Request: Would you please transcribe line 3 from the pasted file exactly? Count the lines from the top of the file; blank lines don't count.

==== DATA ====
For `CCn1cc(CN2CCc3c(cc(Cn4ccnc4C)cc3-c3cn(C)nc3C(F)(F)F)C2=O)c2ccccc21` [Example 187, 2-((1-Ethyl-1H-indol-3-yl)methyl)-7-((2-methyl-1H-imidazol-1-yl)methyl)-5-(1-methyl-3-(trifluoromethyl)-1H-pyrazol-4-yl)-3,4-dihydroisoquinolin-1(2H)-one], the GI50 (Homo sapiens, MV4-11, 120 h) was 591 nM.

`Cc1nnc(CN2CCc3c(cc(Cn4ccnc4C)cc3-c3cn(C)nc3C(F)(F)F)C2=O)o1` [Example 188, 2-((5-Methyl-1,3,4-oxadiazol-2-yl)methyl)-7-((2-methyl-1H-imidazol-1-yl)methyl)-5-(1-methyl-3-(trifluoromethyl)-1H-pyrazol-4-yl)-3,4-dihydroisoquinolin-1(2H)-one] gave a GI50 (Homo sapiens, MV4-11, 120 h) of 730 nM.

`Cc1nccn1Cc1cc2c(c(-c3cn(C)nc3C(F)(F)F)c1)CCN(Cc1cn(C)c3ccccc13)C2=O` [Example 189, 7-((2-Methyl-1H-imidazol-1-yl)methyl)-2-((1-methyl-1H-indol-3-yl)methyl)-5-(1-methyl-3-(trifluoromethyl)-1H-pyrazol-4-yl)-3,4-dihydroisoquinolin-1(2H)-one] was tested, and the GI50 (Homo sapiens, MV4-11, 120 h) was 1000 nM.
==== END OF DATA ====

`Cc1nccn1Cc1cc2c(c(-c3cn(C)nc3C(F)(F)F)c1)CCN(Cc1cn(C)c3ccccc13)C2=O` [Example 189, 7-((2-Methyl-1H-imidazol-1-yl)methyl)-2-((1-methyl-1H-indol-3-yl)methyl)-5-(1-methyl-3-(trifluoromethyl)-1H-pyrazol-4-yl)-3,4-dihydroisoquinolin-1(2H)-one] was tested, and the GI50 (Homo sapiens, MV4-11, 120 h) was 1000 nM.